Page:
Friday, August 31, 2018

Is the government running out of tricks to keep Air India flying?

Earlier this month, news about growing concerns over the salaries of employees of two Indian airline companies hit the headlines. Jet Airways, a listed entity, made public its financial woes, asking employees to take a 25% wage cut. Meanwhile, India’s national carrier, Air India — delaying payday every month for some time now with August seeing the longest delay — kept mum, apart from an internal memo that blamed “circumstances beyond control”.
No surprises there. As a public sector utility (PSU), this is how Air India is supposed to be: vague, and lacking accountability. Over the last few years, the incumbent government has struggled to figure out what it can do with the loss-making airline that has an albatross of debts around its neck.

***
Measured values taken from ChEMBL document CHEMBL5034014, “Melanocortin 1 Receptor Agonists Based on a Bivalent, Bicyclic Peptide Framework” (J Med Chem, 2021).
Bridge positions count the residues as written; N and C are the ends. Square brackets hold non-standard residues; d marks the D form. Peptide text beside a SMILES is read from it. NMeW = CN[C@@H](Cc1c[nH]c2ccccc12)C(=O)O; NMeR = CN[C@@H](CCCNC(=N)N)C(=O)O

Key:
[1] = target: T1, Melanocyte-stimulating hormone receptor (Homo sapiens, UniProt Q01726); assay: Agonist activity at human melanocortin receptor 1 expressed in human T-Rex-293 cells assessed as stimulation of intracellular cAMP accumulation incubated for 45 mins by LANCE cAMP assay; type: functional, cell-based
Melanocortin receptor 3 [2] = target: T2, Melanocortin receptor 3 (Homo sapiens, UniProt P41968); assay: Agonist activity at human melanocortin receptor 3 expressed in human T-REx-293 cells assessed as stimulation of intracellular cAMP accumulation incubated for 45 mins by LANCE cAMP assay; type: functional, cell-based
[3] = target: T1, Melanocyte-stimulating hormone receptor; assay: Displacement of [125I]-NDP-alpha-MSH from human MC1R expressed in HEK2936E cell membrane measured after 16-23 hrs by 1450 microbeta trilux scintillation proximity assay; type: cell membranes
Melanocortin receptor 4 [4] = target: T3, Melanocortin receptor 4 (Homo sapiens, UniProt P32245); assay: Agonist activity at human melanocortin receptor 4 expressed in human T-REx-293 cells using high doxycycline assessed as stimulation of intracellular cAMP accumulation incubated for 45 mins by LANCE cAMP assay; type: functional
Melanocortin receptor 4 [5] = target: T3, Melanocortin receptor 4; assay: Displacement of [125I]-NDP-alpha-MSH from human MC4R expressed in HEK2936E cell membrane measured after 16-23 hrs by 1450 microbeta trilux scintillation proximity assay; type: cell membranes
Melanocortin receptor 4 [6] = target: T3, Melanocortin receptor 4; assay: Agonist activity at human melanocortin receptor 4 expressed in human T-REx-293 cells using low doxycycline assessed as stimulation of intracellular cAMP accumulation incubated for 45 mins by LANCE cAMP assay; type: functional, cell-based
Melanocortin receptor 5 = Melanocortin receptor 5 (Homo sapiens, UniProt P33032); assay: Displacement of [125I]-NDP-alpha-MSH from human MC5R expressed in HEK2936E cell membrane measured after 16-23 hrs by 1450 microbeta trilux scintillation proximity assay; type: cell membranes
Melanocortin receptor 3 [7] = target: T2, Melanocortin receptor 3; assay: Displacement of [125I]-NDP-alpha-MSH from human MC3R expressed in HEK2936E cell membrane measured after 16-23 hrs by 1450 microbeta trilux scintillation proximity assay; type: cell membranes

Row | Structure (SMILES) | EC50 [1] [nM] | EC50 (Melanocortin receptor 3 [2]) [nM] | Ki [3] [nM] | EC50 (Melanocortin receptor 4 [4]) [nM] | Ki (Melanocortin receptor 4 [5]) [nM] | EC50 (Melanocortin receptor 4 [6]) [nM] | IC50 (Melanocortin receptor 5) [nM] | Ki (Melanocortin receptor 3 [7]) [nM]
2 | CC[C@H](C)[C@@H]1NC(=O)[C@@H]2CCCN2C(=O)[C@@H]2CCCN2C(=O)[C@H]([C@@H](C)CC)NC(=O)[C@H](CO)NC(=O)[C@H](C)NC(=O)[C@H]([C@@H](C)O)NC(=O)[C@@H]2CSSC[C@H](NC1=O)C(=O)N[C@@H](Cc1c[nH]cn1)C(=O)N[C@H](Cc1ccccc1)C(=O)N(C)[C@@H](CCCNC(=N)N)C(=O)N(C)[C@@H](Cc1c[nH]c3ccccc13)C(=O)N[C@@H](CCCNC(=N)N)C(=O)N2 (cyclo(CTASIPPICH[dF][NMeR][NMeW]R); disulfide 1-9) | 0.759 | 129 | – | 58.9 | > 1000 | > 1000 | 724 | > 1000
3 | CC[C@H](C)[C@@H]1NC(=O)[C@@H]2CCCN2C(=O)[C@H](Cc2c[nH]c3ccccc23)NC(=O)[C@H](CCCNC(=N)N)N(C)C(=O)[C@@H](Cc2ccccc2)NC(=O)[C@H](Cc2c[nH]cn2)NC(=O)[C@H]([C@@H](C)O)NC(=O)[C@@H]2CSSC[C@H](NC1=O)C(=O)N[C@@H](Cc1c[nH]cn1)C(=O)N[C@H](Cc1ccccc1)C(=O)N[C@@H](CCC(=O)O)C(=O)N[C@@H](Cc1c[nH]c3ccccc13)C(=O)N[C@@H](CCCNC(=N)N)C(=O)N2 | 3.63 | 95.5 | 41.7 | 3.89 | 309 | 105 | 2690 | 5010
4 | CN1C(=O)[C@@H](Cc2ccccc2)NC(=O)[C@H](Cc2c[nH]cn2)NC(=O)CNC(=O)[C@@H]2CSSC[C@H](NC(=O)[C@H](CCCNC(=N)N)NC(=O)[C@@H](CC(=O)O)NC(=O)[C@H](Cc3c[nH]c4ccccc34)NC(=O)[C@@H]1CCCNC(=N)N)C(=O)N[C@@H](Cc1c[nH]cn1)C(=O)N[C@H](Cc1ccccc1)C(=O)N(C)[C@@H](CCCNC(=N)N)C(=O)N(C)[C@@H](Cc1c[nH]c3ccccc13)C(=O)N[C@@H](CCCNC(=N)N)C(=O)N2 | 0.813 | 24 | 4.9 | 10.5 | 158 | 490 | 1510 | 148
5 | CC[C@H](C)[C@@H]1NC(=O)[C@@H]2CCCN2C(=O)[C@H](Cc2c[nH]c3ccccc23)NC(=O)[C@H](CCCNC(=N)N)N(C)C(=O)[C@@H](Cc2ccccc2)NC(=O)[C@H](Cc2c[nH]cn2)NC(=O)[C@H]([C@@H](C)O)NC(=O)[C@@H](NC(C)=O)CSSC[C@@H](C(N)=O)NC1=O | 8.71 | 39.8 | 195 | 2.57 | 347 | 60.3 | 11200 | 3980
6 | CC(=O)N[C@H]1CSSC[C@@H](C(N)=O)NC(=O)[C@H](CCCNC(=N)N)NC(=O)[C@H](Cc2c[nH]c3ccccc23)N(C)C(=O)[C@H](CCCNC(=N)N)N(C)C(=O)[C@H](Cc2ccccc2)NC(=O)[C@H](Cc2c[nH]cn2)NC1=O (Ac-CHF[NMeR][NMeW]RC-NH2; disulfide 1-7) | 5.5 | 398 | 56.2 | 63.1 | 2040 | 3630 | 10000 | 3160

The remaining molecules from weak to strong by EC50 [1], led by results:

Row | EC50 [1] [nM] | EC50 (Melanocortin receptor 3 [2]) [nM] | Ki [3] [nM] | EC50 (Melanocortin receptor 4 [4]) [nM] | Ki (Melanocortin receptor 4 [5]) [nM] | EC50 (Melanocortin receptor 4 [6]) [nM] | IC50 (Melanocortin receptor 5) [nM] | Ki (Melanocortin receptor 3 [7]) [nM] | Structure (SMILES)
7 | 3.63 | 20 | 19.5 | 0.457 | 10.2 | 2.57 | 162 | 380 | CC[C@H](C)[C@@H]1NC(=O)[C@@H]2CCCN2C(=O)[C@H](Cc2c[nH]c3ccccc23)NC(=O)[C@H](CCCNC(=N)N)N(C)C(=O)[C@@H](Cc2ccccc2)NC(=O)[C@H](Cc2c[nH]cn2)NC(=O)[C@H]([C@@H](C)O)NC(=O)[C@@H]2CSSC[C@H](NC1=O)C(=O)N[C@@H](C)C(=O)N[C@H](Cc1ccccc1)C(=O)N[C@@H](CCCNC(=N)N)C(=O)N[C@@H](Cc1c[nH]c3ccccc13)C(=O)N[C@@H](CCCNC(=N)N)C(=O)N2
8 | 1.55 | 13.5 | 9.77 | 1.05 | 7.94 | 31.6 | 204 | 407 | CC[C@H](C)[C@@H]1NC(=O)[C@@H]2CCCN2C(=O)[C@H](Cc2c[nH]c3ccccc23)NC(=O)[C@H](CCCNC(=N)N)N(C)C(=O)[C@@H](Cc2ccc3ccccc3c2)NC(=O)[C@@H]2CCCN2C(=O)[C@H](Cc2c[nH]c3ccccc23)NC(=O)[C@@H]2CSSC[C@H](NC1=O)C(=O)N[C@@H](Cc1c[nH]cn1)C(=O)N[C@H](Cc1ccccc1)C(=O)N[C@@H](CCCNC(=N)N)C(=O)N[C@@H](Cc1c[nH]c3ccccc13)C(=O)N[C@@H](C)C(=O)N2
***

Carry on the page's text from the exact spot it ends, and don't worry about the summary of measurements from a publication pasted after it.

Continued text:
It sought approval for a Rs 980 crore funds infusion in end-July. There is pressure to seek more. Surely, the sarkari bag is running out of tricks to keep Air India flying. The revival plan of 2012 has already seen more than Rs 27,000 crore being pumped in. This may be a good time to try thinking outside the box.
Take the recent efforts in March to privatise the airline, offering a 76% stake to the best bidder. It found no takers. Air India has a debt of Rs 48,000 crore on its balance sheet, and a similar amount in accumulated losses.
31/08/18 Suman Layak/Economic Times

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